Officials at the Government Accountability Office (GAO) made a series of recommendations to the Centers for Medicare and Medicaid Services (CMS) on how hospitals are assessed against meaningful use criteria, reports Healthcare IT News.
Of the four suggestions outlined by the GAO, officials at the CMS agreed with three of them. The first point dealt with establishing a timeframe for evaluating the effectiveness of healthcare facilities’ audit processes. The GAO also recommended that the CMS collect additional information from hospitals attesting to meaningful use of medical informatics systems during evaluations. Additional pre-payment reporting verifications were also outlined as a way for the CMS to improve the attestation process.
However, officials at the CMS disagreed with the GAO’s fourth recommendation, that the CMS should offer states the option of collecting attestation data on behalf of regional reporting authorities.
The CMS indicated that internal audits into the effectiveness of existing reporting and assessment procedures would be carried out in response to the GAO’s suggestions. Such audits are intended to measure how many healthcare providers have been awarded financial incentives based on incorrect or incomplete data.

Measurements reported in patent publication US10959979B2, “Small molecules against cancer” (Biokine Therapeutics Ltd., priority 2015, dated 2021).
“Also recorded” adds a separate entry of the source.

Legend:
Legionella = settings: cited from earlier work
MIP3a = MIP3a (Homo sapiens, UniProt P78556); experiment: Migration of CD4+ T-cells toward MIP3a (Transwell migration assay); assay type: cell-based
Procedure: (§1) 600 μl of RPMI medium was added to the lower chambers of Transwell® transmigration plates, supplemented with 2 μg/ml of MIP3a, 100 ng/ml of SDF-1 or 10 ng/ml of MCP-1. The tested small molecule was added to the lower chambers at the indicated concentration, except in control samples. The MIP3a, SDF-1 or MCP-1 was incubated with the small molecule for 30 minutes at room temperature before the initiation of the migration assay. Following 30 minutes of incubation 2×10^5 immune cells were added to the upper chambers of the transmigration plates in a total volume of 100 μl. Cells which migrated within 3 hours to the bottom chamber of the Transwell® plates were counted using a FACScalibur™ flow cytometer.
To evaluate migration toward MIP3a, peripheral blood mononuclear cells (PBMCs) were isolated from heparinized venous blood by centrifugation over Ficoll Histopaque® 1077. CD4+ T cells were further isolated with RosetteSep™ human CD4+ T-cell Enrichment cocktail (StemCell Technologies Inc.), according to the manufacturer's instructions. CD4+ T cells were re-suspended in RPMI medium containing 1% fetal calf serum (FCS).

According to Information Week, many healthcare providers are incapable of successfully demonstrating meaningful use of medical informatics systems due to the lengthy and complicated reporting measures involved. Smaller practices and individual clinicians are particularly affected by the restrictions of the attestation process.
Researchers at the Centers for Disease Control and Prevention (CDC) found that while 51 percent of office-based physicians intended to attest to meaningful use last year, only 11 percent had clinical informatics solutions that could successfully meet the CMS’ requirements.
Results of the CDC’s National Ambulatory Medical Care Survey indicated that very few physicians were using medical informatics technology with sufficient computational power to meet 10 or more of the 15 core modules required for meaningful use attestation.